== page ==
On September 15, 2006, Uggla hit his 25th home run, breaking Joe Gordon's record for most home runs by a rookie second baseman. Because he received less publicity as a prospect than some of his fellow rookies in Major League Baseball, such as Prince Fielder, Ryan Zimmerman, and Nick Markakis, Uggla's display of power in the majors and his selection to the National League All-Star team caused him to suddenly draw more attention.[9] Uggla finished his rookie season with 27 homers and 90 runs batted in. He won numerous rookie awards, including the Players' Choice NL ROY award[10] and Sporting News Rookie of the Year Award.[11]

The Marlins finished Uggla's second season in last place. Uggla finished the year with a .245 batting average, caused mainly by slumps in April and September.[12] However, he did surpass his rookie home run total, hitting 31 home runs and knocking in 88 runs.[13]

On May 10, 2008, Uggla hit his first career grand slam in the fourth inning off of Nationals pitcher Joel Hanrahan.[14] That month, he set a Marlins record for most home runs for a Marlins in any month with 12.[15]

Uggla was named to the 2008 MLB All-Star Game at Yankee Stadium, as well as opting to take part in the 2008 Major League Baseball Home Run Derby. Uggla hit six home runs in the first round of the derby. Uggla finished fifth, tied with Grady Sizemore. In the All-Star Game, Uggla committed two consecutive errors on playable balls in the 10th inning, and a third error in the bottom of the 13th, making him the first player with three errors in a single All-Star Game.[16][17] Uggla also struck out three times, and grounded into a double play.[18] On September 28, 2008, Uggla hit the last home run ever at Shea Stadium.[19]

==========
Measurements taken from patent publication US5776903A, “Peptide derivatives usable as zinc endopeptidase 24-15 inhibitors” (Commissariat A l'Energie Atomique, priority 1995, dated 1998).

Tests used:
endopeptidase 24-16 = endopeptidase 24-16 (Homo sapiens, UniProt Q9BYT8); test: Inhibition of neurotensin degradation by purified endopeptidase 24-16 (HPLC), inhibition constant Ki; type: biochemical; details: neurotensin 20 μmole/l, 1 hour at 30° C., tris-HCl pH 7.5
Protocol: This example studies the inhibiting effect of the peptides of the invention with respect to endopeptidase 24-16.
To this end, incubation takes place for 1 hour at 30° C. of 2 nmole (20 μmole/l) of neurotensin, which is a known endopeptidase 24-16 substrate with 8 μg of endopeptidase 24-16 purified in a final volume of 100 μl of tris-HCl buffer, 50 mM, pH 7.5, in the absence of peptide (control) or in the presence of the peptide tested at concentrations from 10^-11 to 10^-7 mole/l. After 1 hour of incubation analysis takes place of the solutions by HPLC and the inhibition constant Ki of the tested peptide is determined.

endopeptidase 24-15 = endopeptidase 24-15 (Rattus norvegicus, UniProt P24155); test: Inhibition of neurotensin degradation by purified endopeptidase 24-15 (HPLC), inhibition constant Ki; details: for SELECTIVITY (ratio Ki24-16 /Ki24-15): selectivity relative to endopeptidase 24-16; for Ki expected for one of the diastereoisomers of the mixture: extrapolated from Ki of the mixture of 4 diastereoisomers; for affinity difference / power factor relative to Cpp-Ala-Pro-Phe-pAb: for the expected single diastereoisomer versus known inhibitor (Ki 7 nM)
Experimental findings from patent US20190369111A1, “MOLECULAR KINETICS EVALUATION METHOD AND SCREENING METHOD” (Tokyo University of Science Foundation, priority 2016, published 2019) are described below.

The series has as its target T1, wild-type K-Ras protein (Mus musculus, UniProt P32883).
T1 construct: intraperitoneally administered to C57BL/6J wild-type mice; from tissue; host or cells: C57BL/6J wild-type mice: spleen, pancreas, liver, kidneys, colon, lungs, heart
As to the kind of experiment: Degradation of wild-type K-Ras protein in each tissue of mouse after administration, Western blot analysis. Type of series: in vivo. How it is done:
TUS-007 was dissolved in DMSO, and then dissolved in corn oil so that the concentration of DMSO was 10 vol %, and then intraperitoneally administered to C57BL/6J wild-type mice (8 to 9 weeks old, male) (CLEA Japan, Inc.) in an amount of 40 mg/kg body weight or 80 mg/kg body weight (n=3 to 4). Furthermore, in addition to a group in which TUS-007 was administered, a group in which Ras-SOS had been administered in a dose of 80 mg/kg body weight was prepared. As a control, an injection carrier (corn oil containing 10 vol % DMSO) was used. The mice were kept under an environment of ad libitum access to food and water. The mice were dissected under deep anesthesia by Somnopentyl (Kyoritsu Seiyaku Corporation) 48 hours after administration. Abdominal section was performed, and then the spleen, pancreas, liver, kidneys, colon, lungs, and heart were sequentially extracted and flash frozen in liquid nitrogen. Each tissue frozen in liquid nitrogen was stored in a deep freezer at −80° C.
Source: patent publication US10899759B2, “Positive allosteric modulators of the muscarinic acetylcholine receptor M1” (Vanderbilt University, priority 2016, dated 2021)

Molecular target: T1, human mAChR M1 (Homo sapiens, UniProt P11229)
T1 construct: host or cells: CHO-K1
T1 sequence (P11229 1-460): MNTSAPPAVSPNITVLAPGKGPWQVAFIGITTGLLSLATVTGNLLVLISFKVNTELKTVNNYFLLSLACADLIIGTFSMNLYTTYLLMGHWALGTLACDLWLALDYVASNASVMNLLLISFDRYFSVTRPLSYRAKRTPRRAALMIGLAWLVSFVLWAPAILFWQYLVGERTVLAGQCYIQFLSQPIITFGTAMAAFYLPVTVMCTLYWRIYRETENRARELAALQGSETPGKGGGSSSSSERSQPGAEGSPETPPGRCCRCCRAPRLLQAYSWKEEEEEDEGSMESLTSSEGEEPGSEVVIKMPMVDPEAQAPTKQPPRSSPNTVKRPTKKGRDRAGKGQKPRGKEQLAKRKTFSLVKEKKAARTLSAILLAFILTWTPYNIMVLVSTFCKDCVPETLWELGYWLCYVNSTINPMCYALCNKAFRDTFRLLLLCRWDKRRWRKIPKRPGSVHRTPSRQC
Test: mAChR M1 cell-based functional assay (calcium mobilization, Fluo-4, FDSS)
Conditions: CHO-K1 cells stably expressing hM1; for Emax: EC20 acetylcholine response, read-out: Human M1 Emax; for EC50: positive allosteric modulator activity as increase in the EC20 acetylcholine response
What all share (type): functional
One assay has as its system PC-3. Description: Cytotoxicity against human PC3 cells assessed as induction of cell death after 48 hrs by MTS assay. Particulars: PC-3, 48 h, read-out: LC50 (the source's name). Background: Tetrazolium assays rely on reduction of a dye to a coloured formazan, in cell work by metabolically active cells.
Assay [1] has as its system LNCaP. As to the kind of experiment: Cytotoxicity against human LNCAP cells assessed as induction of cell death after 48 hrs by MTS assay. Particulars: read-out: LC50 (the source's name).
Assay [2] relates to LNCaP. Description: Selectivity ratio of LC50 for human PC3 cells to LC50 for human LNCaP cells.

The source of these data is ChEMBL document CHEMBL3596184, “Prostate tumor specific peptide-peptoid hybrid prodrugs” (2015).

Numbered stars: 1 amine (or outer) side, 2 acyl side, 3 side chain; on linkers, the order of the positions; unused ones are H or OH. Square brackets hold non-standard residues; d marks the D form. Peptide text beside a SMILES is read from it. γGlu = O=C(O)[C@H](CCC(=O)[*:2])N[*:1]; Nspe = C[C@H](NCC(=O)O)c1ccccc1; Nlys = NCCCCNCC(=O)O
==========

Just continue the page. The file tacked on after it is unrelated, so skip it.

During the 2008 offseason, Uggla went to arbitration with the Marlins and was awarded $5.35 million; the Marlins had offered him $4.4 million.[20][21] On June 5, 2009, Uggla reached 100 career home runs in his 502nd game, faster than any other second baseman.[22]

On January 18, 2010, Uggla signed a one-year, $7.8 million contract with the Marlins.[21][23] He hit his 144th career home run on July 31, setting the Marlins all-time career mark.[24] On September 13, 2010, he became the first second baseman in Major League history to hit 30 or more home runs in four seasons.[25]

Atlanta Braves

After the 2010 season, Uggla rejected a four-year, $48 million contract offer from the Marlins.[26] Soon thereafter, Uggla was traded to the Atlanta Braves for infielder Omar Infante, and reliever Michael Dunn.[27] On January 4, 2011, Uggla and the Atlanta Braves agreed to a 5-year, $62 million contract.[28]

Uggla with the Atlanta Braves in 2014

During the 2011 season with the Braves, Uggla became the 23rd player in MLB history to have a hitting streak of at least 33 games. Uggla, who had gotten off to a poor start, had a .173 batting average after going hitless on July 4. The next day, he collected two hits in four at bats to start the streak.[29] During the hitting streak, Uggla along with rookie Freddie Freeman became the first Braves in the modern era to have concurrent 20-game hitting streaks.[30] On August 12, Uggla hit two home runs in a home game against the Chicago Cubs to break the Atlanta Braves record for longest hitting streak, which had been set by Rico Carty in 1970.[31] He also hit a single and a home run in the next game, extending the streak to 33 games.[32] The streak ended on August 14, 2011, after he went 0-for-3 with a sacrifice fly against the Chicago Cubs.